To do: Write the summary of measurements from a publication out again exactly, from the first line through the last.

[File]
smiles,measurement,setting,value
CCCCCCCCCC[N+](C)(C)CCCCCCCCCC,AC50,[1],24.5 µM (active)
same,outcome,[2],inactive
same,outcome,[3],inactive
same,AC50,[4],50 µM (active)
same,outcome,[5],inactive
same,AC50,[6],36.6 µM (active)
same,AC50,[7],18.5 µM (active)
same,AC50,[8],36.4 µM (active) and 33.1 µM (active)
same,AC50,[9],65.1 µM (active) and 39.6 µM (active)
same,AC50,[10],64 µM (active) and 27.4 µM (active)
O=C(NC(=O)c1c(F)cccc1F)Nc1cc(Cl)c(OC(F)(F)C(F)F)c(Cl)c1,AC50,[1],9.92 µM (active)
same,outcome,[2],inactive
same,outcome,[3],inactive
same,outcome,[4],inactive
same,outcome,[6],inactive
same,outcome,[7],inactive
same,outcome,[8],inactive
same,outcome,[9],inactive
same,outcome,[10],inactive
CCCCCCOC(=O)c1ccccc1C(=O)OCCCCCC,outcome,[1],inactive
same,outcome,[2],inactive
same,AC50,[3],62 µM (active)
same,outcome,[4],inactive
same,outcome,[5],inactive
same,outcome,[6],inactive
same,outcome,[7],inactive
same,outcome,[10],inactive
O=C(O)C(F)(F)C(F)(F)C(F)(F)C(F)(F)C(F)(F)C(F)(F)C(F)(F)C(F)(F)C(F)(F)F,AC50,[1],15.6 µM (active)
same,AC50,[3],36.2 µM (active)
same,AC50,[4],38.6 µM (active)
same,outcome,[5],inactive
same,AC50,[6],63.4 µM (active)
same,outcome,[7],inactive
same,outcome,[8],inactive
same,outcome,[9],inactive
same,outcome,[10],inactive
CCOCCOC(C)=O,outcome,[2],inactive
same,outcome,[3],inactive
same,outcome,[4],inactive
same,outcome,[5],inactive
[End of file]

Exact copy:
smiles,measurement,setting,value
CCCCCCCCCC[N+](C)(C)CCCCCCCCCC,AC50,[1],24.5 µM (active)
same,outcome,[2],inactive
same,outcome,[3],inactive
same,AC50,[4],50 µM (active)
same,outcome,[5],inactive
same,AC50,[6],36.6 µM (active)
same,AC50,[7],18.5 µM (active)
same,AC50,[8],36.4 µM (active) and 33.1 µM (active)
same,AC50,[9],65.1 µM (active) and 39.6 µM (active)
same,AC50,[10],64 µM (active) and 27.4 µM (active)
O=C(NC(=O)c1c(F)cccc1F)Nc1cc(Cl)c(OC(F)(F)C(F)F)c(Cl)c1,AC50,[1],9.92 µM (active)
same,outcome,[2],inactive
same,outcome,[3],inactive
same,outcome,[4],inactive
same,outcome,[6],inactive
same,outcome,[7],inactive
same,outcome,[8],inactive
same,outcome,[9],inactive
same,outcome,[10],inactive
CCCCCCOC(=O)c1ccccc1C(=O)OCCCCCC,outcome,[1],inactive
same,outcome,[2],inactive
same,AC50,[3],62 µM (active)
same,outcome,[4],inactive
same,outcome,[5],inactive
same,outcome,[6],inactive
same,outcome,[7],inactive
same,outcome,[10],inactive
O=C(O)C(F)(F)C(F)(F)C(F)(F)C(F)(F)C(F)(F)C(F)(F)C(F)(F)C(F)(F)C(F)(F)F,AC50,[1],15.6 µM (active)
same,AC50,[3],36.2 µM (active)
same,AC50,[4],38.6 µM (active)
same,outcome,[5],inactive
same,AC50,[6],63.4 µM (active)
same,outcome,[7],inactive
same,outcome,[8],inactive
same,outcome,[9],inactive
same,outcome,[10],inactive
CCOCCOC(C)=O,outcome,[2],inactive
same,outcome,[3],inactive
same,outcome,[4],inactive
same,outcome,[5],inactive